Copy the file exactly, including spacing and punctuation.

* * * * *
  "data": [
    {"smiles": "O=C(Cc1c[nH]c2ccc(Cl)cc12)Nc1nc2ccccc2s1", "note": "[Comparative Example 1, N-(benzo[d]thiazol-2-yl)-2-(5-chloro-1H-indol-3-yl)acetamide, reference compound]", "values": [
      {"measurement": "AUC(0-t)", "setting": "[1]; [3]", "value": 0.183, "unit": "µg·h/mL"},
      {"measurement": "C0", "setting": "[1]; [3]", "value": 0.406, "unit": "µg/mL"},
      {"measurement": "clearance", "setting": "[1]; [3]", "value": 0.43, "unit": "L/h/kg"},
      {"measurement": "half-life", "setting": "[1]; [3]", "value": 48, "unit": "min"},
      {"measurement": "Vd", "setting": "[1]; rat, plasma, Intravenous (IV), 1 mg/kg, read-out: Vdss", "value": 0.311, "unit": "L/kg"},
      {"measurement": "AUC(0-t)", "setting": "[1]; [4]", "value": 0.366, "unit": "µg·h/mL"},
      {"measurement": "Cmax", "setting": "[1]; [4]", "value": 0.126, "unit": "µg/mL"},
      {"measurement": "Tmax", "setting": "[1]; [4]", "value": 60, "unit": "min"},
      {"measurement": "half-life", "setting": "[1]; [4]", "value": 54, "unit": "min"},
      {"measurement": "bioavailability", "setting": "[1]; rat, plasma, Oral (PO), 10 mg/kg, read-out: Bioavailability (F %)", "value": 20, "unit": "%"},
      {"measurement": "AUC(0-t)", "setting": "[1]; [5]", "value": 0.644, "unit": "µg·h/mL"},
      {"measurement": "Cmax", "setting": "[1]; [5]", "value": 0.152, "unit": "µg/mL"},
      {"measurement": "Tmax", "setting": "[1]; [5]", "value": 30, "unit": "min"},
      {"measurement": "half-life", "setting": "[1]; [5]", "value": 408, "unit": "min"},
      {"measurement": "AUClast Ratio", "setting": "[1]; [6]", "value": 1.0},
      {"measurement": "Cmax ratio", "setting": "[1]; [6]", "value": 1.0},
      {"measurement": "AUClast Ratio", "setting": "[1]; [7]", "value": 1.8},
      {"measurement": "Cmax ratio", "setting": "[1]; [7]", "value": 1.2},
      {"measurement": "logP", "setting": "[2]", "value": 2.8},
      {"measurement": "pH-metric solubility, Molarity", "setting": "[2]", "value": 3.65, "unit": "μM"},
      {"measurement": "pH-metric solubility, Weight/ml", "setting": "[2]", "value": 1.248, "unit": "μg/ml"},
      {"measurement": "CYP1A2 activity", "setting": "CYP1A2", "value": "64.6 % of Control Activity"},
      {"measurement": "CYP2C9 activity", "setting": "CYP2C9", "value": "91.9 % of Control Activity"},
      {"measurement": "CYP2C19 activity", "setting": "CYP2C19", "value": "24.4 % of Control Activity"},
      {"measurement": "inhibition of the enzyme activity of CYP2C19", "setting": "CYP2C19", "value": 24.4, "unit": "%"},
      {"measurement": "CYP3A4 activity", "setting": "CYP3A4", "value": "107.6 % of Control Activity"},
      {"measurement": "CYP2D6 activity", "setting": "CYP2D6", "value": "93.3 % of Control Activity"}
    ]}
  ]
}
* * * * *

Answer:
  "data": [
    {"smiles": "O=C(Cc1c[nH]c2ccc(Cl)cc12)Nc1nc2ccccc2s1", "note": "[Comparative Example 1, N-(benzo[d]thiazol-2-yl)-2-(5-chloro-1H-indol-3-yl)acetamide, reference compound]", "values": [
      {"measurement": "AUC(0-t)", "setting": "[1]; [3]", "value": 0.183, "unit": "µg·h/mL"},
      {"measurement": "C0", "setting": "[1]; [3]", "value": 0.406, "unit": "µg/mL"},
      {"measurement": "clearance", "setting": "[1]; [3]", "value": 0.43, "unit": "L/h/kg"},
      {"measurement": "half-life", "setting": "[1]; [3]", "value": 48, "unit": "min"},
      {"measurement": "Vd", "setting": "[1]; rat, plasma, Intravenous (IV), 1 mg/kg, read-out: Vdss", "value": 0.311, "unit": "L/kg"},
      {"measurement": "AUC(0-t)", "setting": "[1]; [4]", "value": 0.366, "unit": "µg·h/mL"},
      {"measurement": "Cmax", "setting": "[1]; [4]", "value": 0.126, "unit": "µg/mL"},
      {"measurement": "Tmax", "setting": "[1]; [4]", "value": 60, "unit": "min"},
      {"measurement": "half-life", "setting": "[1]; [4]", "value": 54, "unit": "min"},
      {"measurement": "bioavailability", "setting": "[1]; rat, plasma, Oral (PO), 10 mg/kg, read-out: Bioavailability (F %)", "value": 20, "unit": "%"},
      {"measurement": "AUC(0-t)", "setting": "[1]; [5]", "value": 0.644, "unit": "µg·h/mL"},
      {"measurement": "Cmax", "setting": "[1]; [5]", "value": 0.152, "unit": "µg/mL"},
      {"measurement": "Tmax", "setting": "[1]; [5]", "value": 30, "unit": "min"},
      {"measurement": "half-life", "setting": "[1]; [5]", "value": 408, "unit": "min"},
      {"measurement": "AUClast Ratio", "setting": "[1]; [6]", "value": 1.0},
      {"measurement": "Cmax ratio", "setting": "[1]; [6]", "value": 1.0},
      {"measurement": "AUClast Ratio", "setting": "[1]; [7]", "value": 1.8},
      {"measurement": "Cmax ratio", "setting": "[1]; [7]", "value": 1.2},
      {"measurement": "logP", "setting": "[2]", "value": 2.8},
      {"measurement": "pH-metric solubility, Molarity", "setting": "[2]", "value": 3.65, "unit": "μM"},
      {"measurement": "pH-metric solubility, Weight/ml", "setting": "[2]", "value": 1.248, "unit": "μg/ml"},
      {"measurement": "CYP1A2 activity", "setting": "CYP1A2", "value": "64.6 % of Control Activity"},
      {"measurement": "CYP2C9 activity", "setting": "CYP2C9", "value": "91.9 % of Control Activity"},
      {"measurement": "CYP2C19 activity", "setting": "CYP2C19", "value": "24.4 % of Control Activity"},
      {"measurement": "inhibition of the enzyme activity of CYP2C19", "setting": "CYP2C19", "value": 24.4, "unit": "%"},
      {"measurement": "CYP3A4 activity", "setting": "CYP3A4", "value": "107.6 % of Control Activity"},
      {"measurement": "CYP2D6 activity", "setting": "CYP2D6", "value": "93.3 % of Control Activity"}
    ]}
  ]
}